Friday evening saw England unveil the successor to Roy Hodgson. Sunderland manager Sam Allardyce, a man who has been interviewed for the job on previous occasions, finally received the prestigious accolade and will take charge of the national side.
Just prior to the official announcement, new Manchester United manager Jose Mourinho gave his support to the new England manager, claiming that the former West Ham United man can emulate his countries Euro 2016 success:
According to Sky Sports, the 'Special One' said with regards to Allardyce:
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"I hope you can do the same because it's your time. In Portugal we were waiting and waiting and finally we got it [at Euro 2016]. I think it is time for you because '66 was a long time ago, so good luck Big Sam."
Many could be forgiven for asking is this the same man as in 2014. One of Mourinho's famous outbursts came at the beginning of that year and was directed firmly at Allardyce during his tenure with West Ham.
According to the Guardian, the Portuguese coach claimed that his opponents had played 'football from the 19th century' in light of a very frustrating draw:
"I cannot be too critical because, if I was in this position, I don't know if I would do the same. But at the same time this is not Premier League. This is not the best league in the world. This is football from the 19th century," Mourinho said.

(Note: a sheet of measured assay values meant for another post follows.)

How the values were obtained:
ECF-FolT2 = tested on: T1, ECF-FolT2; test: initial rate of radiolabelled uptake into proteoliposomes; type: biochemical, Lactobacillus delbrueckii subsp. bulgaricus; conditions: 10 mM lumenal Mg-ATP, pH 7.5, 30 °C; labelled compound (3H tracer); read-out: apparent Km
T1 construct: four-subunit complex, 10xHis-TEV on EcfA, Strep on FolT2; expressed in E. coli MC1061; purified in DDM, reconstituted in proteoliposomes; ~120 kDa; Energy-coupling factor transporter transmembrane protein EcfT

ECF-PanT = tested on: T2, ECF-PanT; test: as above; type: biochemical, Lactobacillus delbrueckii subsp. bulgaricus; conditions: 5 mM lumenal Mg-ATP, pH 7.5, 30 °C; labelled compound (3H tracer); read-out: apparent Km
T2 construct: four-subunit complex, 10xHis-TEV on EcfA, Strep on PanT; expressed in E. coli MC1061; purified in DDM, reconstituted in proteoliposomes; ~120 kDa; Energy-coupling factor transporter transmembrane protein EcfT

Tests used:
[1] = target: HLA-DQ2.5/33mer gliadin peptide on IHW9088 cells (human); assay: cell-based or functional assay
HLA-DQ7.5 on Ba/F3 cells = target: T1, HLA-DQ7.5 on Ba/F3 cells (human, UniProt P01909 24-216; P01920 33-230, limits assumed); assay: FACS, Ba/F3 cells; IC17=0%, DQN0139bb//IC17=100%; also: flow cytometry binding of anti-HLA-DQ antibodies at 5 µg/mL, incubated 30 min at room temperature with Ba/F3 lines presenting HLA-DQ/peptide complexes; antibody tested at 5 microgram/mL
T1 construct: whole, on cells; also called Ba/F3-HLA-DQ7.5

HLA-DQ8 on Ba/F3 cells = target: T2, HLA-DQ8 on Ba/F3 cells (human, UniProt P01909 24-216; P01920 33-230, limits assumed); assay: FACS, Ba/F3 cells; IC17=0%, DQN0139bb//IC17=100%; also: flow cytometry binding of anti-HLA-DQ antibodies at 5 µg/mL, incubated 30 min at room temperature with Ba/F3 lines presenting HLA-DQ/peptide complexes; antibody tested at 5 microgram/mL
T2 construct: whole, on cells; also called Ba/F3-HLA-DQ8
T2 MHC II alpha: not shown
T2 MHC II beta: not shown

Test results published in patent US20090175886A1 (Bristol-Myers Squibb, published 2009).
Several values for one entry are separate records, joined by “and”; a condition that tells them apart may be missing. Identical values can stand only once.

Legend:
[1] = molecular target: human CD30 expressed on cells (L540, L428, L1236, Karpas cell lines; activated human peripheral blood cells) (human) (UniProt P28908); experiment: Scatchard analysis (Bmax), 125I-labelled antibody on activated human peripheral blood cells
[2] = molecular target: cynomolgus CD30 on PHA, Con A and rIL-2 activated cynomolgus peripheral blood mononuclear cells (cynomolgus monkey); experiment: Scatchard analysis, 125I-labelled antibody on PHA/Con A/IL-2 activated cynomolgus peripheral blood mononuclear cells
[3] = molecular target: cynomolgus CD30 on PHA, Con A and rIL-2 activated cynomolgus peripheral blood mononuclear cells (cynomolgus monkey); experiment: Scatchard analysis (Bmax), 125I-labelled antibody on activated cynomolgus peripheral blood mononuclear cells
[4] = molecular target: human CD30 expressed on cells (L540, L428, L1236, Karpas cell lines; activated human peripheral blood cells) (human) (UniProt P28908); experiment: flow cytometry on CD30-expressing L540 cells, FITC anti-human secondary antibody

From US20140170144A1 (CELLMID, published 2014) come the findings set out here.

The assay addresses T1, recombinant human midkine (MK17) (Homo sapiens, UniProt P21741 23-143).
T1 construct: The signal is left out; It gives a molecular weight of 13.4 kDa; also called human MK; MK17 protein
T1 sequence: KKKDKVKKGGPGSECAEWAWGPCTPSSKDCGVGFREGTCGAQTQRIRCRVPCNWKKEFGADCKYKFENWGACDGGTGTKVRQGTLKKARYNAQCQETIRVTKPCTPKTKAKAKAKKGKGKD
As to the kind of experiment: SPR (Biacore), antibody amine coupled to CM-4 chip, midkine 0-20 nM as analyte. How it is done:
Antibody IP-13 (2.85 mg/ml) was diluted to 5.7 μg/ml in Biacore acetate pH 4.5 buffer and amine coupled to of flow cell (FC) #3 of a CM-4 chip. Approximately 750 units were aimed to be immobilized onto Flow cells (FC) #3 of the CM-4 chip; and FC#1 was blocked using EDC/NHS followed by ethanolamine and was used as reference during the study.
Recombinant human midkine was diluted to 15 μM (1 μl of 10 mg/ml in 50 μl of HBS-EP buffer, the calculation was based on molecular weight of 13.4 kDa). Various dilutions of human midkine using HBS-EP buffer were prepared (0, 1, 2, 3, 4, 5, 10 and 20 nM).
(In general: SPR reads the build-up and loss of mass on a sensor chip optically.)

"Pretending injuries; cheating... I don't know if that's the right word;the goalkeeper taking time not after minute 70 but in the first minute;10 defenders in the box, defenders not putting a foot outside the box. All very basic. But I'm nobody to criticise. They are happy. They get a point. I hope the point means something for them at the end of the season."
These past remarks are something which have regularly become synonymous with Allardyce's management style.
His pragmatism and commitment to an 'English style' seem odd in a footballing world dominated by aesthetically pleasing European set ups. Pep Guardiola, a fresh Premier League face for the upcoming season, one of the prime instigators.
However, many, like Mourinho, have changed their tune in light of Allardyce's appointment, and in a world where England have failed miserably at adapting their style to suit the world, the former Bolton Wanderers man could be the right hire.
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